B2B marketers to face a much tougher regime under the new ePrivacy rules
19 Dec 2016
The EU Commission have proposed making business-to-business (B2B) marketing via electronic channels permissable only with an opt-in consent. Under PECR email and SMS B2B marketing is opt-out. Under the new rules businesses would need a prior consent in order to contact other businesses with direct marketing communications. A big change.
Last week we published an article that looked at the leaked new ePrivacy rules drafted by the EU Commission. The leaked copy we obtained is from November and so is not the final version, noticeable by the number of spelling and grammar errors. The leaked copy is a pretty good indication of the line of thinking in the Commission.
Most of the coverage in the press focussed on what the new rules will mean for online tracking and cookies. There are important changes here but another critical proposition has not received adequate attention.
According to article 16 Paragraph 1: “The use of electronic services by natural or legal persons for the purposes of transmitting direct marketing communications is allowed only in respect of end-users who have given their prior consent.”
A ‘natural person’ is a human being and so refers directly to consumers. Whereas, ‘legal person’ is a company, plc or public authority, which has a separate legal identity.
The extenstion to the definition of ‘legal persons’ means that the general rule for sending unsolicited email marketing to corporate subscribers will need their prior opt-in consent. Currently, B2B email marketers are allowed to contact corporate subscribers on an opt-out basis.
However, the existing customer soft opt-in for email marketing will remain for business and consumer marketing. If a business obtains either an organisations or an individual’s email address during the course of a sale then that email address can be used for direct marketing purposes if the marketing is for similar products or services and has a clear opt-out displayed in the email.
This is little consolation for B2B marketers. The change in the rules for B2B marketing will have a large economic impact on businesses as they will be unable to communicate with potential customers. If businesses are unable to communicate with their prospects, then sales will take a hit and this goes down the chain affecting jobs too.
At this critical period in time when the UK and the EU faces many economic challenges and profound economic uncertainty swinging an axe to B2B marketing is unwise. The EU Commission should be doing all it can to promote economic growth and not stunt it.
It is strange that the EU Commission would seek to make this change considering there has been very little demand for it from the business community. Consumer marketing has often been the focus of policymakers owing to a dearth of complaints relating to nuisance calls and spam mail. However, no such situation exists for B2B marketing.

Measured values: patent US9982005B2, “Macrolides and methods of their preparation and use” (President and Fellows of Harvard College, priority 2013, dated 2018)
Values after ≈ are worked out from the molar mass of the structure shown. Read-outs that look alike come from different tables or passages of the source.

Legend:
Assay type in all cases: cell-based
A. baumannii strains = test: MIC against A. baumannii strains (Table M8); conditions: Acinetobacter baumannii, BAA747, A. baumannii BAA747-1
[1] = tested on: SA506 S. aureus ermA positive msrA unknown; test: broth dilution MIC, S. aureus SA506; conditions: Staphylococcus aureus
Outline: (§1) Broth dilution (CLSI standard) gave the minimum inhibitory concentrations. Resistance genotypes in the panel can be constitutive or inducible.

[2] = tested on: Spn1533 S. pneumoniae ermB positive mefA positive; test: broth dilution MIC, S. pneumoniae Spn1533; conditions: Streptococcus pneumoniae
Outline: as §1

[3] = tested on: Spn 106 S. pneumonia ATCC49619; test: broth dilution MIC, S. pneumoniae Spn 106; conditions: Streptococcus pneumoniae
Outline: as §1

Under the new rules a cleaning company would be unable to email a Hilton Hotel to offer their services. This puts Hilton at a disadvantage as they are unable to hear about potential offers but often smaller supplier companies are unable to win new contracts because they cannot contact prospects.
The DMA is against the proposal in the new ePrivacy rules, which will make it harder for businesses to market their products and services to other businesses and will lobby to ensure B2B marketing is protected.
Rachel Aldighieri, MD at the DMA:
“The proposed changes to the rules governing B2B contact are not something the business community or customers are calling for. We always advocate a customer-first approach to all marketing. If these proposals go ahead they will have a profound and negative effect on the UK economy. B2B represents a significant and important part of the economy and much of this relies on marketing through legitimate interest to contact potential new customers.
“The DMA will lobby firmly against these proposals and for UK businesses to retain their ability to market themselves to other businesses if this change remains in the final text released in the New Year. This is only the start of what could be a long process, but we will be ready to represent the interests of UK businesses and putting customers first every step of the way.”
We anticipate the final proposal will be announced in early January next year so formal lobbying will begin then.
This is only the start of a long process. It took seven years for the General Data Protection Regulation (GDPR) to go from an EU Commission idea to becoming law.
Once the final text is published the EU Council of Ministers and the EU Parliament will have their chance to review the text and could also make quite substantial amendments. It is during this time that the DMA will lobby on behalf of the B2B marketing community.